A new Morning Consult poll finds that support for President Trump’s impeachment, which reached a record high 51% roughly three weeks ago, is dropping; the new poll, conducted from November 1 to 3, shows 47% of respondents favor impeachment, as The Hill reported.
The percentage of respondents who oppose impeachment has remained unchanged at 43% since the House Democrats started their impeachment inquiry in September.
The Hill noted, “Respondents who reported hearing ‘a lot’ about the House’s vote to formalize the impeachment proceedings were more likely to support the probe and support how House Democrats have managed it.” The Hill stated that among those who claimed they have heard “a lot” about the issue were 48% of Democrats, 42% of Republicans, and 35% of independents.
Morning Consult noted:
The Nov. 1-3 poll comes after the House’s 232-196 vote to lay out the rules for its impeachment inquiry, which is moving to a public phase following weeks of private testimony before a bipartisan audience of members of Congress. House Republicans were united in their opposition to the measure, which empowers the House Intelligence Committee to take the lead on the public-facing part of the investigation into Trump’s pressure on Ukraine to investigate his political rivals.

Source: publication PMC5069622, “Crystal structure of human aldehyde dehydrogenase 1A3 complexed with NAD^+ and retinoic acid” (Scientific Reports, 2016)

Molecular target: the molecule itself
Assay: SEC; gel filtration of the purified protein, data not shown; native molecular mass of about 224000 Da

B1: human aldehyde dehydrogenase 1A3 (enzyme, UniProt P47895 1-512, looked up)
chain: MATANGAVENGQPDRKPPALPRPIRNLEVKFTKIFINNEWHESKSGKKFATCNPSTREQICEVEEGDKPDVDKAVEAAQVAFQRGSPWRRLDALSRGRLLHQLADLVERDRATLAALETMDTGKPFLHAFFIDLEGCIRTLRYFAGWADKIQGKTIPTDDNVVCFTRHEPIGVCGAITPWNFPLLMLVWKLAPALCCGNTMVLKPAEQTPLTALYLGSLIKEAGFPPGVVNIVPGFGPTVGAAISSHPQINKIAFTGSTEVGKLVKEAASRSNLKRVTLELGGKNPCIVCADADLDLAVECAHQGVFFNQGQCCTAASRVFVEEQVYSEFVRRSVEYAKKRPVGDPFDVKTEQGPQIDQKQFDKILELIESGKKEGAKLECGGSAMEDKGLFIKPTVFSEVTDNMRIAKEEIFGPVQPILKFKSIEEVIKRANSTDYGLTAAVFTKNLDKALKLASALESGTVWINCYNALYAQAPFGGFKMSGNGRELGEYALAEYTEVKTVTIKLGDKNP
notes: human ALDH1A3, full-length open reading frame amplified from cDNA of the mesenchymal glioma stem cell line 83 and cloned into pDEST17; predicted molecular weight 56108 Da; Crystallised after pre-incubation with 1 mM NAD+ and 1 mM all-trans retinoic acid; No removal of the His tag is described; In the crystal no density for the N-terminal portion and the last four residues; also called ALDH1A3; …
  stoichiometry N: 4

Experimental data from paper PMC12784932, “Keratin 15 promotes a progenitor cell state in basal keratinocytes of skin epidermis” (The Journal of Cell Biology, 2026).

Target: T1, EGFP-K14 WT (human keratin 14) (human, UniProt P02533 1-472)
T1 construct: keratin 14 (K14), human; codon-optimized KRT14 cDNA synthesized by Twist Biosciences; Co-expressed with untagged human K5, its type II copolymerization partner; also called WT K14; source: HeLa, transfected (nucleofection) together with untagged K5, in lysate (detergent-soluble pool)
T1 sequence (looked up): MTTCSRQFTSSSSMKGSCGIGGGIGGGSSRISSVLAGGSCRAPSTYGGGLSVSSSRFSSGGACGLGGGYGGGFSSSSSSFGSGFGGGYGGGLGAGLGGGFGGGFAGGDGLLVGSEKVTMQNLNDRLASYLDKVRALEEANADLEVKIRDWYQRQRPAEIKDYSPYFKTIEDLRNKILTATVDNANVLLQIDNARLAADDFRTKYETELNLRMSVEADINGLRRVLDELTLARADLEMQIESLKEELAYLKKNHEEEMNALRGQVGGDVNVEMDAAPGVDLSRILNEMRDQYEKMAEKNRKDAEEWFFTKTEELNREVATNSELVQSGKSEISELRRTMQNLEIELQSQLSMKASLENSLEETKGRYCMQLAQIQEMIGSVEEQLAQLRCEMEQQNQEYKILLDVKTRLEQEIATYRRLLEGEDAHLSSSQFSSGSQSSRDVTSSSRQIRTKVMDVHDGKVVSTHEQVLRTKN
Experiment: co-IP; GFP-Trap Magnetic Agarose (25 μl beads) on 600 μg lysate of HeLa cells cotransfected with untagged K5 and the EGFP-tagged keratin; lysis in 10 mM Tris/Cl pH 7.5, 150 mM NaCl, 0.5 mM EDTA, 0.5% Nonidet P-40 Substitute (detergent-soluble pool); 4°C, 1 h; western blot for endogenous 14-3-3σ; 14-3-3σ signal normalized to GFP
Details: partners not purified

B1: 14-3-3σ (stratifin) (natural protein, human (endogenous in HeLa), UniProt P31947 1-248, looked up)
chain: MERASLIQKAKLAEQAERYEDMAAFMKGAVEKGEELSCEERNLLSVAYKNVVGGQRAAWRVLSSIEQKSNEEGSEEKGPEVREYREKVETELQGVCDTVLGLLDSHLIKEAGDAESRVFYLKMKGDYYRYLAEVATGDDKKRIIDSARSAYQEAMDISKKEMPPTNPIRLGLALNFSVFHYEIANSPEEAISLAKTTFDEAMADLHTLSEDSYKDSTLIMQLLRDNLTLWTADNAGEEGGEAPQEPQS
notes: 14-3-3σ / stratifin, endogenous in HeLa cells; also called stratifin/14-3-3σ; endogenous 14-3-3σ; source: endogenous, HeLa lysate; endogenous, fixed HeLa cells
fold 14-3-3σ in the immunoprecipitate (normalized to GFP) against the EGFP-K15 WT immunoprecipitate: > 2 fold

The New York Post reported Wednesday a new Monmouth University Poll showed 42% of registered voters asserting Trump should be reelected in 2020, the highest percentage of all the polls taken by Monmouth since it implemented that question roughly one year ago. Patrick Murray, director of the independent Monmouth University Polling Institute, stated, “It’s important not to read too much into differences within the margin of error. But the fact that there is no significant change in the current results suggests that the opening salvo of the House impeachment inquiry has had little impact on the overall 2020 dynamic.”
As Ed Morrissey wrote in The Week about the Democrats push for impeachment, “They have rolled the dice on the 2020 election by setting the expectation that impeachment will succeed, and that it will lead public opinion against both Donald Trump and Republicans in the election.” He continued, “The polling average has returned to nearly an even split at 48.3 in favor and 44.8 against, a gap of only 3.5 points.”
Morrissey added, “Impeachment played much better among urban voters than it did anywhere else, where impeachment support in these Democratic Party core constituencies ran 58-38 in favor. Among suburban voters, however — the same that Democrats won to get their current House majority — that flipped over to 46-51. And rural voters liked the prospect of impeachment even less, essentially mirroring urban voters, 38-58.”
According to Nate Silver’s fivethirtyeight.com, 83% of Democrats support impeachment of the president, along with 46% of independents and 11% of Republicans.
In a cautionary note for Democrats, after the House of Representatives approved of two articles of impeachment against former President Bill Clinton, his approval rating in 1998 skyrocketed 10 points to 73%, according to the CNN/USA Today/Gallup poll. That was the highest percentage Clinton received during his presidency. CNN noted at the time, “The number of Americans with an unfavorable view of the Republican Party has jumped 10 points; less than a third of the country now has a favorable view of the GOP.”